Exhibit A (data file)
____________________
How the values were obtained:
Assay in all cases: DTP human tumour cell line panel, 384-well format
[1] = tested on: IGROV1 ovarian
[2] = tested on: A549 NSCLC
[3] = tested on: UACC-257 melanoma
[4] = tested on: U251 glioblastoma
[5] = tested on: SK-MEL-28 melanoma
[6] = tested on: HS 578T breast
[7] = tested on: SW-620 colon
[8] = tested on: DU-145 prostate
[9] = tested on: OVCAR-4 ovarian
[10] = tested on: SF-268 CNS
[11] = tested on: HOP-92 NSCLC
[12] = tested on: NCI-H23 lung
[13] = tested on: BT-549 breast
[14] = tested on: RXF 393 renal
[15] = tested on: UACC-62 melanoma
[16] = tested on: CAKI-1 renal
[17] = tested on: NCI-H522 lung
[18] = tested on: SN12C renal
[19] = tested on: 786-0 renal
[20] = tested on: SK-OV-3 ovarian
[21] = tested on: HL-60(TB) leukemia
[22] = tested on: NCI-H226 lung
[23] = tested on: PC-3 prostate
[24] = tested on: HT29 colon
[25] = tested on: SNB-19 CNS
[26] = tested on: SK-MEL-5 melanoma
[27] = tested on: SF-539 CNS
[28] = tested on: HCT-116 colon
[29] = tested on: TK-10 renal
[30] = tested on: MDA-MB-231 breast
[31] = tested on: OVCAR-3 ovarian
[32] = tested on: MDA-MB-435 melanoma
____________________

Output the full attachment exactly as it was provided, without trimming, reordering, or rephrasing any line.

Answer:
How the values were obtained:
Assay in all cases: DTP human tumour cell line panel, 384-well format
[1] = tested on: IGROV1 ovarian
[2] = tested on: A549 NSCLC
[3] = tested on: UACC-257 melanoma
[4] = tested on: U251 glioblastoma
[5] = tested on: SK-MEL-28 melanoma
[6] = tested on: HS 578T breast
[7] = tested on: SW-620 colon
[8] = tested on: DU-145 prostate
[9] = tested on: OVCAR-4 ovarian
[10] = tested on: SF-268 CNS
[11] = tested on: HOP-92 NSCLC
[12] = tested on: NCI-H23 lung
[13] = tested on: BT-549 breast
[14] = tested on: RXF 393 renal
[15] = tested on: UACC-62 melanoma
[16] = tested on: CAKI-1 renal
[17] = tested on: NCI-H522 lung
[18] = tested on: SN12C renal
[19] = tested on: 786-0 renal
[20] = tested on: SK-OV-3 ovarian
[21] = tested on: HL-60(TB) leukemia
[22] = tested on: NCI-H226 lung
[23] = tested on: PC-3 prostate
[24] = tested on: HT29 colon
[25] = tested on: SNB-19 CNS
[26] = tested on: SK-MEL-5 melanoma
[27] = tested on: SF-539 CNS
[28] = tested on: HCT-116 colon
[29] = tested on: TK-10 renal
[30] = tested on: MDA-MB-231 breast
[31] = tested on: OVCAR-3 ovarian
[32] = tested on: MDA-MB-435 melanoma